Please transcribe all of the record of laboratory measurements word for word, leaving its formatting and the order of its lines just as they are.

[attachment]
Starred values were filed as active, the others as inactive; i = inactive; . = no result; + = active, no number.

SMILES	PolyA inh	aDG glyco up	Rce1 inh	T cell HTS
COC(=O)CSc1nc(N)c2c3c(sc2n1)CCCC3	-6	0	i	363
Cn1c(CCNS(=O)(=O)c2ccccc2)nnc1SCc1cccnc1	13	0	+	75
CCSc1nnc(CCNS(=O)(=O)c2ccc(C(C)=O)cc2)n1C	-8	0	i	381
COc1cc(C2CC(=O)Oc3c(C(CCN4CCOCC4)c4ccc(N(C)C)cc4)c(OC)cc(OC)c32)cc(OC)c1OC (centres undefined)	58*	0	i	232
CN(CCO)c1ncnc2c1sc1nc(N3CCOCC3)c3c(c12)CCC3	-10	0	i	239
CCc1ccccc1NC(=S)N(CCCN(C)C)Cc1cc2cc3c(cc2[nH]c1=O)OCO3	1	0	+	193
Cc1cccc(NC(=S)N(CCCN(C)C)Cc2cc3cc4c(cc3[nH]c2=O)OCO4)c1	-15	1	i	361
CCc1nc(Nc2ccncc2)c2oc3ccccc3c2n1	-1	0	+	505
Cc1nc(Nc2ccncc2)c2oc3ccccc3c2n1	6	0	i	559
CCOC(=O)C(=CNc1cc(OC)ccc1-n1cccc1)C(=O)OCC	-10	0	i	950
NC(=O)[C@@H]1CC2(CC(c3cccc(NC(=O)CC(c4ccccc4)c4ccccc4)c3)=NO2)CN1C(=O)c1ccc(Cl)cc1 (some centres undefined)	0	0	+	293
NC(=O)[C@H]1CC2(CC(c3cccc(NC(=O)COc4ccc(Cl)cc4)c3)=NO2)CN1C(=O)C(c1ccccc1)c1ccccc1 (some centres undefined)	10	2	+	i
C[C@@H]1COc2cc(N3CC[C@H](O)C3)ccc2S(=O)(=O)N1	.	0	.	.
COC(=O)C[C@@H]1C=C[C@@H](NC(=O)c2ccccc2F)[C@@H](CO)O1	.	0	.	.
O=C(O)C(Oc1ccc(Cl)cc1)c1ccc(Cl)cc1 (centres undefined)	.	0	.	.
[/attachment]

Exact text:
Starred values were filed as active, the others as inactive; i = inactive; . = no result; + = active, no number.

SMILES	PolyA inh	aDG glyco up	Rce1 inh	T cell HTS
COC(=O)CSc1nc(N)c2c3c(sc2n1)CCCC3	-6	0	i	363
Cn1c(CCNS(=O)(=O)c2ccccc2)nnc1SCc1cccnc1	13	0	+	75
CCSc1nnc(CCNS(=O)(=O)c2ccc(C(C)=O)cc2)n1C	-8	0	i	381
COc1cc(C2CC(=O)Oc3c(C(CCN4CCOCC4)c4ccc(N(C)C)cc4)c(OC)cc(OC)c32)cc(OC)c1OC (centres undefined)	58*	0	i	232
CN(CCO)c1ncnc2c1sc1nc(N3CCOCC3)c3c(c12)CCC3	-10	0	i	239
CCc1ccccc1NC(=S)N(CCCN(C)C)Cc1cc2cc3c(cc2[nH]c1=O)OCO3	1	0	+	193
Cc1cccc(NC(=S)N(CCCN(C)C)Cc2cc3cc4c(cc3[nH]c2=O)OCO4)c1	-15	1	i	361
CCc1nc(Nc2ccncc2)c2oc3ccccc3c2n1	-1	0	+	505
Cc1nc(Nc2ccncc2)c2oc3ccccc3c2n1	6	0	i	559
CCOC(=O)C(=CNc1cc(OC)ccc1-n1cccc1)C(=O)OCC	-10	0	i	950
NC(=O)[C@@H]1CC2(CC(c3cccc(NC(=O)CC(c4ccccc4)c4ccccc4)c3)=NO2)CN1C(=O)c1ccc(Cl)cc1 (some centres undefined)	0	0	+	293
NC(=O)[C@H]1CC2(CC(c3cccc(NC(=O)COc4ccc(Cl)cc4)c3)=NO2)CN1C(=O)C(c1ccccc1)c1ccccc1 (some centres undefined)	10	2	+	i
C[C@@H]1COc2cc(N3CC[C@H](O)C3)ccc2S(=O)(=O)N1	.	0	.	.
COC(=O)C[C@@H]1C=C[C@@H](NC(=O)c2ccccc2F)[C@@H](CO)O1	.	0	.	.
O=C(O)C(Oc1ccc(Cl)cc1)c1ccc(Cl)cc1 (centres undefined)	.	0	.	.